1. Medicare Accreditation

Since a better percentage of the income these businesses make are reimbursements from Medicare (Parts A and B), they are expected to go through the certification process. This most often involves a three-day Medicare survey where your policies/ procedures, record keeping, and clinical practice will be analyzed extensively.

It is recommended you consider aligning with experts to prepare you to pass the first time. Most often, hospice agencies prefer accreditation from CHAP, ACHC, or JCO instead of the Medicare certification every three years. Note that accrediting bodies tend to hold agencies to all Medicare Conditions of Participation coupled with standards of excellence above and beyond Medicare/ Medicaid.

  1. Effective Recruitment and Retention Strategies

To be considered a great hospice business, you will be expected to develop effective recruitment and retention strategies. Note that hiring well-trained and reputable staff members who offer top-quality care is key to achieving any business mission. As a hospice business, once you fail to fill your ranks with ethical staff members, you could retain staff but fail to retain clients.

You can choose to hire some staff directly full-time, some part-time, and contract out other specialists. You will have to carry out a detailed and thorough background check on anyone who will be working under your agency’s name, to protect patients, avoid a possible lawsuit, and protect your agency’s reputation.

  1. ICD-10 Readiness

In this line of business, you should understand that cash flow and reimbursement rates depend on efficient, accurate, and complete ICD medical coding practices. To do this accurately, you must train in-house coders or leverage the expertise of a 3rd-party ICD-10 coding partner. Your clinicians will require comprehensive documentation training to back up coders and ensure everyone is on the same page.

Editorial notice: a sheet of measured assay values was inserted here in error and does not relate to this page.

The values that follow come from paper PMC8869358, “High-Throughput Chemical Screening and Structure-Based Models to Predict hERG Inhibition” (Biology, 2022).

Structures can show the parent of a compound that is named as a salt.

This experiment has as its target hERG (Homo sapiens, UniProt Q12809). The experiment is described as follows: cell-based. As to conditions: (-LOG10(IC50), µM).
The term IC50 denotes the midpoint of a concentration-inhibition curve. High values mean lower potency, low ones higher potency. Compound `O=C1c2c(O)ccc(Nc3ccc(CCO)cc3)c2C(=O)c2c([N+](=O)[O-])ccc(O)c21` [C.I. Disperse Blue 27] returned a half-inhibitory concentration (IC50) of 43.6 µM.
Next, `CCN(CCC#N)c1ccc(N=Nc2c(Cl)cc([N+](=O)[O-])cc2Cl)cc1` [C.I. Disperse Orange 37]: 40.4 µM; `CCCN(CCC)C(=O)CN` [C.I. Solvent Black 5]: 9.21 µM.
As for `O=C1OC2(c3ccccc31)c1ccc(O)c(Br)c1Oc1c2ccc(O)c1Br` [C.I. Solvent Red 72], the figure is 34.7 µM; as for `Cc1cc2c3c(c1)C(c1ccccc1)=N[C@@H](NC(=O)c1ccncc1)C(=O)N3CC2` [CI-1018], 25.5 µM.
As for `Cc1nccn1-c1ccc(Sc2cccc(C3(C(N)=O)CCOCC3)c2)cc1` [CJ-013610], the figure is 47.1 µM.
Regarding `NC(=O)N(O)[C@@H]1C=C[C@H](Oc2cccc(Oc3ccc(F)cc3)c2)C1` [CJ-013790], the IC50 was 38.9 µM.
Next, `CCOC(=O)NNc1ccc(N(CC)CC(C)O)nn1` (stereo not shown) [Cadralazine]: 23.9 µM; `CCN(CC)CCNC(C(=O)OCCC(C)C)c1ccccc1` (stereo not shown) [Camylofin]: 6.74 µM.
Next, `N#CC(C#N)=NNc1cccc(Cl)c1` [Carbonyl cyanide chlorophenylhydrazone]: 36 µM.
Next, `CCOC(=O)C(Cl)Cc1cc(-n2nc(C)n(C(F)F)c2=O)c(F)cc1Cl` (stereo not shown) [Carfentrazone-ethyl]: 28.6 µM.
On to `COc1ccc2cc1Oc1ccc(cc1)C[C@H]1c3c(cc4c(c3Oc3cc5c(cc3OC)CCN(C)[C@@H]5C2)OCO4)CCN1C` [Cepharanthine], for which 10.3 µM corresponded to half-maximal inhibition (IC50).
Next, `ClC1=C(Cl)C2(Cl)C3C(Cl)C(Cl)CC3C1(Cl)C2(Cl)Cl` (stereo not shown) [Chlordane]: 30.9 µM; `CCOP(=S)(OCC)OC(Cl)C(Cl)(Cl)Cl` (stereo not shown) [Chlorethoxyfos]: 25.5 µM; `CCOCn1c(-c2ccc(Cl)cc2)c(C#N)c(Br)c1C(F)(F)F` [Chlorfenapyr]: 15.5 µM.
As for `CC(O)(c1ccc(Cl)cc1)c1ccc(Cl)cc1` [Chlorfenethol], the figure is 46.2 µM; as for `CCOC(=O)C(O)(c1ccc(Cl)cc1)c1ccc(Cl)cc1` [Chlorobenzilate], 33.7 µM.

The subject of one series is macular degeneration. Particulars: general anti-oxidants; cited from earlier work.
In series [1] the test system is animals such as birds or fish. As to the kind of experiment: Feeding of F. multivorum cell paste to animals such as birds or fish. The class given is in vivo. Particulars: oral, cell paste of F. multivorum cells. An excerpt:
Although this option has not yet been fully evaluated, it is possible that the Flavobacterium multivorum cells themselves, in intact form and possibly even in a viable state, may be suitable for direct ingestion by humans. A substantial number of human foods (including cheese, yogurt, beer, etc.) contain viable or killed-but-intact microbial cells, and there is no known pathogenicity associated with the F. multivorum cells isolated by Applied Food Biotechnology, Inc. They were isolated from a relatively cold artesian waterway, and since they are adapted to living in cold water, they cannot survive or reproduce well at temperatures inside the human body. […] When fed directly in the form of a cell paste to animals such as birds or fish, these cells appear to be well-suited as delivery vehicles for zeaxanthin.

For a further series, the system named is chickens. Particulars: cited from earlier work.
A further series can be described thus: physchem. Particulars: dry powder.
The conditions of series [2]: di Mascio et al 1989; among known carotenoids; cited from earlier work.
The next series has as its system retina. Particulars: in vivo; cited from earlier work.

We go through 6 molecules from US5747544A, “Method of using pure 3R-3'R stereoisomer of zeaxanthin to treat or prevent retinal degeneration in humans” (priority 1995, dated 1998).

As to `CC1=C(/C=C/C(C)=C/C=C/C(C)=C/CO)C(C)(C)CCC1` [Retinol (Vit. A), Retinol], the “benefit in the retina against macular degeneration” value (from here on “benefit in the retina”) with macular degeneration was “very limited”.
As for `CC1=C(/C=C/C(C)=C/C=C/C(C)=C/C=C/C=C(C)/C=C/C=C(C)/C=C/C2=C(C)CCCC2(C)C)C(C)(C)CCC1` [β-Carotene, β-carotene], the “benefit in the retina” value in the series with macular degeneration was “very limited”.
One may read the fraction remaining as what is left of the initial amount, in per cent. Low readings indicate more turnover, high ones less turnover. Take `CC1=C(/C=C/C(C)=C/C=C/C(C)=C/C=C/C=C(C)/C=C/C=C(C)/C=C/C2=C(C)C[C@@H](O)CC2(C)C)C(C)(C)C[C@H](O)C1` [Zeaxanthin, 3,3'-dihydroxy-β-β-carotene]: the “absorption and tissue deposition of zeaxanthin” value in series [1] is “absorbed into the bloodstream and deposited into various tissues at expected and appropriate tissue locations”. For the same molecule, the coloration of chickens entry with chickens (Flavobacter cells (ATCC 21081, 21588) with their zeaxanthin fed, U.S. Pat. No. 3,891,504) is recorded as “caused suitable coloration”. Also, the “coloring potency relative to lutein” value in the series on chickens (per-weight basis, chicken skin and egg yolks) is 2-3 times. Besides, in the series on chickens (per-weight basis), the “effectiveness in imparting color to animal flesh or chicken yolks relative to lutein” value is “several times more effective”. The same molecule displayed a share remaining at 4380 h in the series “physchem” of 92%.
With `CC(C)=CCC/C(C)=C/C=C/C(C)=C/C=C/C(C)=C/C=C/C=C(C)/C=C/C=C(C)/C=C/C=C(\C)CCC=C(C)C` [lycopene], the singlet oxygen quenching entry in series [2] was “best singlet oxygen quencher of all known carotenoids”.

1. Well Developed Manuals

To be considered a great hospice business and also to run your agency efficiently from day one, you will have to put together detailed administrative policy and procedure manuals, employee handbooks, forms manuals, and other crucial organizational tools. Note that doing this on time can save you valuable time, money, and ensure your business grows with employees and workers who align well with your visions.

  1. Effective Software

In this modern age, note that your hospice business will need advanced medical equipment and computerized record-keeping to be considered a viable option in the market. A flourishing agency may update software systems as needed, howbeit, a new startup agency will have to make the choice carefully to find the most effective software program to suit its needs.

Note that you can leverage the expertise of a consultant to ensure that your agency does not make the costly mistake of choosing the wrong software.

A good number of hospices are Medicare certified, but how they choose to offer end-of-life care can vary. Also, have it in mind that there are differences in the services, programs, and levels of support provided. Nonetheless, mentioned above are the top characteristics and qualities that define a great hospice business.